• The sooner the government sets the regulations, the sooner companies will have better information for investment decision-making.
• Delays in response will only mean steeper reductions in the future, with potentially greater economic costs and social disruption.
• For those companies that are already developing solutions to limit carbon emissions, the sooner policies are set, the sooner other companies will start buying their products.
Many environmental groups note that these groups’ proposals fall short of the needed changes and that their proposals include special provisions for particular industries. Even so, it’s a big step when corporations start calling for government intervention. It’s a sign that we can’t just rely on voluntary initiatives.
From Free Trade to Fair Trade
Increasing corporate interest in reaching social and environmental goals is also likely to change government trade policies, shifting them from “free trade” to “fair trade.” Traditionally trade agreements promoted “free trade,” limiting tariffs, quotas and subsidies, with the goal of increasing global production and reducing prices.
With increasing global competition, corporate and labor leaders have been taking another look at global cost differences. When located in the U.S., companies needed to follow environmental and labor regulations. In most cases, when located overseas, companies could avoid the costs associated with these laws. The exception – high profile companies such as Nike, which faced consumer criticism of its labor policies. Differing regulations and attitudes provided subsidies to production in different countries. Current trade agreements allow for challenges to explicit industry subsidies, but don’t address subsidies created through lax regulations. There is a growing belief that trade policies should do a better job of leveling the playing field between countries.
Executive Compensation and Corporate Governance
Public outrage over high executive salaries, bonuses and perks is prompting calls for government intervention in this area as well. While limits on executive pay may sound like a simple fix, other changes are needed in executive compensation and corporate governance if we want to achieve the social and environmental goals discussed here.
True, it’s hard to consider a company a good corporate citizen if it pays its executives tens of millions of dollars in salary, bonuses, options and other perks. Every $50 million in executive compensation could have paid 1,000 workers $50,000 each.
As important as the level of compensation are the incentives provided in compensation agreements, as illustrated in the earlier Michael Lewis quote. As long as corporate leaders’ retention and pay are based on short-term profits, it will be difficult to shift corporate attention to long-term goals.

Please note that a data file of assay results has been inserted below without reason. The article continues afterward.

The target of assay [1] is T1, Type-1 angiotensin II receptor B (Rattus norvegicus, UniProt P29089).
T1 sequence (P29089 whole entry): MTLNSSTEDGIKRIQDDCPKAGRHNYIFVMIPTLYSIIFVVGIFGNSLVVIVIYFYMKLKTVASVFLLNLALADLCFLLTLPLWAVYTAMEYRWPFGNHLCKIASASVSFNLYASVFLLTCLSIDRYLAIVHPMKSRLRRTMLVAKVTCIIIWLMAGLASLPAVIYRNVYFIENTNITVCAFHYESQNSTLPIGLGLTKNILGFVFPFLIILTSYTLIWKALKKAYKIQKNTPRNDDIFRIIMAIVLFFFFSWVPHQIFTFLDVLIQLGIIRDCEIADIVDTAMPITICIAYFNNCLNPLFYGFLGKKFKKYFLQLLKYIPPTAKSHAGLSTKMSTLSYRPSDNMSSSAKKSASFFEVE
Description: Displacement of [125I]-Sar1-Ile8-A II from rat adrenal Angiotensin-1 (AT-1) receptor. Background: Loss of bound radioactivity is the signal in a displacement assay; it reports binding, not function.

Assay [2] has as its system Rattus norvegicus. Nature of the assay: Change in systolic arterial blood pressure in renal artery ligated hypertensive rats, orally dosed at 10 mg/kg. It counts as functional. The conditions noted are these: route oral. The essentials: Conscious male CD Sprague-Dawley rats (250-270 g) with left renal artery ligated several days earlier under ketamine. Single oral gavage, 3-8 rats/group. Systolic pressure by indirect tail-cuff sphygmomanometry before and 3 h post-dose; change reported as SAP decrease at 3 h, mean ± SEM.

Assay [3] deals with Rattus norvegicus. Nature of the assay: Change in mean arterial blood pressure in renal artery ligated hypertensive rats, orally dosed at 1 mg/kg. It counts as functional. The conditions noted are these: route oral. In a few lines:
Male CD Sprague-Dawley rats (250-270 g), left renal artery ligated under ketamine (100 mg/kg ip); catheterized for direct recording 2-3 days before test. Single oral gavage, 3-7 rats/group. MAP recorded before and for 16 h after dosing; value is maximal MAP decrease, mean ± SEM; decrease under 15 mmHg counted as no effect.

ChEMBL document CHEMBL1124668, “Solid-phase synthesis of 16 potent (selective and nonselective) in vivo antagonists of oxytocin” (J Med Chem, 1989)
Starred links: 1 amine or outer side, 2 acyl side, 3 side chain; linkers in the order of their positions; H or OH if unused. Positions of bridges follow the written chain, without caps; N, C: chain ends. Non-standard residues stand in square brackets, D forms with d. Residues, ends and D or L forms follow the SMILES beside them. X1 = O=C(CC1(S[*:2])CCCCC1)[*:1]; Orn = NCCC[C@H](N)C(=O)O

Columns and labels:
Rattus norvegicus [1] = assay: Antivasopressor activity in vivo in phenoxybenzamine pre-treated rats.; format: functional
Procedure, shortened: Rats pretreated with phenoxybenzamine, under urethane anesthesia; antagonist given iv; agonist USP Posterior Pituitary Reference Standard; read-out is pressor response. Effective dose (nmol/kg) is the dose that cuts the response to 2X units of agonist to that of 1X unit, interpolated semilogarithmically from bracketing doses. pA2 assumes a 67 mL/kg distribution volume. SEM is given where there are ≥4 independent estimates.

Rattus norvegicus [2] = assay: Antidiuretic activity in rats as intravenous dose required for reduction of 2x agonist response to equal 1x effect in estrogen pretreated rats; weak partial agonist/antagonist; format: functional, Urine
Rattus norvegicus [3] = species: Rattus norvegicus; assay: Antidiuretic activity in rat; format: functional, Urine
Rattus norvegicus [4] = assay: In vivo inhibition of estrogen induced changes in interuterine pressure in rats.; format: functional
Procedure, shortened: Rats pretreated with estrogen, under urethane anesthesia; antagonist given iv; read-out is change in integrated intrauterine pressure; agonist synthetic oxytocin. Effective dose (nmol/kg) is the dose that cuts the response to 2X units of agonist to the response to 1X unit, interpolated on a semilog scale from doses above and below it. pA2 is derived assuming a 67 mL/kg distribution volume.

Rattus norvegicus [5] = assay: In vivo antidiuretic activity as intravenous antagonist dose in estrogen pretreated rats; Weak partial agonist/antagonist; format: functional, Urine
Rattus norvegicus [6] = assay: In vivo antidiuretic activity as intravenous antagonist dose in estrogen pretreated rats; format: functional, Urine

In the end, it is up to a company’s board of directors to set executive compensation policies and corporate direction, but shareholders have limited influence in selecting board members who represent their interests. Under Security and Exchange Commission (SEC) policies, the current board is responsible for proposing new board members. They present a slate and shareholders can either vote in favor of the slate or withhold their vote. Shareholders who want to change the status quo, as promoted by the current board, or ensure better oversight, must undertake a costly and complex proxy solicitation process to propose alternative board members. Many shareholder groups are asking the SEC to set more democratic processes for electing board members.
Beyond Voluntary Initiatives
Certainly sustainability and corporate social responsibility initiatives are making major strides towards environmental and social goals, but these efforts won’t be sufficient. The financial crisis shows that corporate reputation, reasonable risk assessment, long-term values and good corporate citizenship often succumb to short-term profit goals. Even major corporations agree that government encouragement will be needed. To avert an even greater climate crisis, the government needs to set standards and establish markets that provide more accurate prices for decision making, sooner rather than later. Trade agreements need to be revised to recognize that lax environmental and social polices represent subsidies just as much as monetary contributions. Executive compensation and corporate governance policies need to change so that corporations can truly reflect shareholder interests.